if (( $1 + 5 > 91 )); then

 echo "$1 is greater than 86"
fi

You may also come across if statements with single brackets. These are defined in the POSIX standard and are guaranteed to work in all POSIX-compliant shells including Bash. The syntax is very similar to that in Bash:

if [ "$1" -eq 1 ]; then
 echo "1 was passed in the first parameter"
elif [ "$1" -gt 2 ]; then
 echo "2 was not passed in the first parameter"
else
 echo "The first parameter was not 1 and is not more than 2."
fi

Looping over an array

for loop:

arr=(a b c d e f)
for i in "${arr[@]}";do

 echo "$i"
done

Or

for ((i=0;i<${#arr[@]};i++));do

 echo "${arr[$i]}"
done

while loop:

i=0
while [ $i -lt ${#arr[@]} ];do

 echo "${arr[$i]}"
 i=$(expr $i + 1)
done

Or

i=0
while (( $i < ${#arr[@]} ));do

 echo "${arr[$i]}"
 ((i++))
done

Using For Loop to List Iterate Over Numbers

#! /bin/bash

for i in {1..10}; do # {1..10} expands to "1 2 3 4 5 6 7 8 9 10"
 echo $i
done

This outputs the following:

1
2
3
4
5
6
7
8
8
10

continue and break

Example for continue

for i in [series]
do
 command 1
 command 2
 if (condition) # Condition to jump over command 3
 continue # skip to the next value in "series"
 fi

 command 3
done

Example for break

for i in [series]
do
 command 4
 if (condition) # Condition to break the loop
 then
        command 5 # Command if the loop needs to be broken
        break

 fi

 command 6 # Command to run if the "condition" is never true
done

Loop break

Break multiple loop:

arr=(a b c d e f)
for i in "${arr[@]}";do
 echo "$i"
 for j in "${arr[@]}";do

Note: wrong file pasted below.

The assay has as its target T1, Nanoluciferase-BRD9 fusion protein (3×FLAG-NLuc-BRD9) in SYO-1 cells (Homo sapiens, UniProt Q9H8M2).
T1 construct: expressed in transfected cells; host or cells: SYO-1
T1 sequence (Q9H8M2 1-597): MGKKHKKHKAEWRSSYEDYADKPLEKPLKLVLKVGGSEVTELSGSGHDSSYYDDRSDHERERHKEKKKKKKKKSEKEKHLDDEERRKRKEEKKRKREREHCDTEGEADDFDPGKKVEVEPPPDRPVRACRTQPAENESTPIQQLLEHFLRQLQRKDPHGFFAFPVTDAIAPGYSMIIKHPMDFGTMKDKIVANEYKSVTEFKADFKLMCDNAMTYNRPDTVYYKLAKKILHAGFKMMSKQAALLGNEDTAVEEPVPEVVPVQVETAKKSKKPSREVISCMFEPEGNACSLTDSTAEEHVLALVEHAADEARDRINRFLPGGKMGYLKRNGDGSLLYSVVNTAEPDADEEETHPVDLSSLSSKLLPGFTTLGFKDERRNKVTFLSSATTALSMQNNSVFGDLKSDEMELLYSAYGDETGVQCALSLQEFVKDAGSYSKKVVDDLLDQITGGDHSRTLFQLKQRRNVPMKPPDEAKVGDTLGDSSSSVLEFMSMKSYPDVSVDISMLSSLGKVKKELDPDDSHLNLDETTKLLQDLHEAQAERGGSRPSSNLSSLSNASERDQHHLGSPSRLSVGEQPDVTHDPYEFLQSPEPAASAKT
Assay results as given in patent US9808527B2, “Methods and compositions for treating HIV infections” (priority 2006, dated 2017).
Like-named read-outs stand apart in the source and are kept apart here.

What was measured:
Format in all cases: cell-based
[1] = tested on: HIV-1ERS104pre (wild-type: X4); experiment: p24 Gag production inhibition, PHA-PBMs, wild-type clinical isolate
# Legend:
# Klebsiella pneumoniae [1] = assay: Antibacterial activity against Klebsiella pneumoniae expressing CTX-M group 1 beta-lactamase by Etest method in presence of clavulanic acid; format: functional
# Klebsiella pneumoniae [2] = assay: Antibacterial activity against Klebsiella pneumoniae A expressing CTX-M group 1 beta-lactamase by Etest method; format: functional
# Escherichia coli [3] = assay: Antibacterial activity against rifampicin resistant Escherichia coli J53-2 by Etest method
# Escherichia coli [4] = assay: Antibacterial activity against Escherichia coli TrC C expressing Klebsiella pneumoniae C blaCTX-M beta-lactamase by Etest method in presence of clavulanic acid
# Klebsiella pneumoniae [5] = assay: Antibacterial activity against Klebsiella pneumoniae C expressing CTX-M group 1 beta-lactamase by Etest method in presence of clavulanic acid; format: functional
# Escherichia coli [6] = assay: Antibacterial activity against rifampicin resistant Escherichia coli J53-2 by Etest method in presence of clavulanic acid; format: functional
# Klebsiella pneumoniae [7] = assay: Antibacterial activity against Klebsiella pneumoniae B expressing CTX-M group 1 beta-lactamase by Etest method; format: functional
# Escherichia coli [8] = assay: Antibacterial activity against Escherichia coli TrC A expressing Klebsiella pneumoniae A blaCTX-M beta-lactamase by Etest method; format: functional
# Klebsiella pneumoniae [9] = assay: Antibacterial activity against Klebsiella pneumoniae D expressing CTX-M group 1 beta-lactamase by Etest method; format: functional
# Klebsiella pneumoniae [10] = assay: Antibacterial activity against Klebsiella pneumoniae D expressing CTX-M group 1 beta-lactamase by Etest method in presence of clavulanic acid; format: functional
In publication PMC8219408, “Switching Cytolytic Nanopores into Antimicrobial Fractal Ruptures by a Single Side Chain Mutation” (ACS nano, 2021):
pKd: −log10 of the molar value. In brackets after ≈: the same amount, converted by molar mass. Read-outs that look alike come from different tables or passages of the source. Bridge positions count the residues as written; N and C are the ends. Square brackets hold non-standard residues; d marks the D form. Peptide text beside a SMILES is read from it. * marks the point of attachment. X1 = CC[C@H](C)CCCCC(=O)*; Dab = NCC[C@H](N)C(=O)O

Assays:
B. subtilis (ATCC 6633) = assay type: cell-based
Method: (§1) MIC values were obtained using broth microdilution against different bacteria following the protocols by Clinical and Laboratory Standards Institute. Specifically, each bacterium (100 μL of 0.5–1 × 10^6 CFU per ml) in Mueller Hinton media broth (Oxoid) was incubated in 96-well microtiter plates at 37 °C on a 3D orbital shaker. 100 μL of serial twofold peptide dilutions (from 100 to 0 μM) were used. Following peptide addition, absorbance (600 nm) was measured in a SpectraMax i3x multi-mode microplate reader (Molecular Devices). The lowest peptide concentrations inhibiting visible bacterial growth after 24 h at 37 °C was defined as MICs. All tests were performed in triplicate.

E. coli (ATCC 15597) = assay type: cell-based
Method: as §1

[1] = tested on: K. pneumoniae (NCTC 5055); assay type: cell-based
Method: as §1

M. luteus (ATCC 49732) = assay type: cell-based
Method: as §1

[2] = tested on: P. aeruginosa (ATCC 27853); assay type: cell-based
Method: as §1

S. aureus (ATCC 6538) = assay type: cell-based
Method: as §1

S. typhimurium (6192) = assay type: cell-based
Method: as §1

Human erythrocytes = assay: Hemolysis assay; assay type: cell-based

echo "$j"
 break 2
     done
done

Output:

a
a

Break single loop:

arr=(a b c d e f)
for i in "${arr[@]}";do
 echo "$i"
 for j in "${arr[@]}";do
 echo "$j"
 break 2
     done
done

Output:

a
a
b
a
c
a
d
a
e
a
f
a

While Loop

#! /bin/bash

i=0

while [ $i -lt 5 ] #While i is less than 5
do

 echo "i is currently $i"
 i=$[$i+1] #Not the lack of spaces around the brackets. This makes it a not a test expression
done #ends the loop

Watch that there are spaces around the brackets during the test (after the while statement). These spaces are necessary.

This loop outputs:

i is currently 0
i is currently 1
i is currently 2
i is currently 3
i is currently 4

For Loop with C-style syntax

The basic format of C-style for loop is:

for (( variable assignment; condition; iteration process ))

Notes:

  • The assignment of the variable inside C-style for loop can contain spaces unlike the usual assignment
  • Variables inside C-style for loop aren’t preceded with $.

Example:

for (( i = 0; i < 10; i++ ))
do

 echo "The iteration number is $i"
done

Also we can process multiple variables inside C-style for loop:

for (( i = 0, j = 0; i < 10; i++, j = i * i ))
do

 echo "The square of $i is equal to $j"
done

Until Loop

Until loop executes until condition is true

i=5
until [[ i -eq 10 ]]; do #Checks if i=10
 echo "i=$i" #Print the value of i
 i=$((i+1)) #Increment i by 1
done

Output:

i=5
i=6
i=7
i=8
i=9

When i reaches 10 the condition in until loop becomes true and the loop ends.

Switch statement with case

With the case statement you can match values against one variable.

The argument passed to case is expanded and try to match against each patterns.

If a match is found, the commands upto ;; are executed.

case "$BASH_VERSION" in

[34]*)
echo {1..4}
 ;;
 *)
 seq -s" " 1 4
esac

Pattern are not regular expressions but shell pattern matching (aka globs).

For Loop without a list-of-words parameter

for arg; do

 echo arg=$arg
done

A for loop without a list of words parameter will iterate over the positional parameters instead. In other words, the above example is equivalent to this code:

for arg in "$@"; do

 echo arg=$arg
done

In other words, if you catch yourself writing for i in “$@”; do …; done, just drop the in part, and write simply for i; do …; done.

True, false and : commands

Infinite Loop

while true; do
 echo ok
done

or

while :; do

 echo ok
done

or

while false; do
 echo ok
done

Function Return

function positive() {
return 0
}
function negative() {
return 1
}

Code that will always/never be executed

if true; then

 echo Always executed
fi

if false; then

 echo Never executed
fi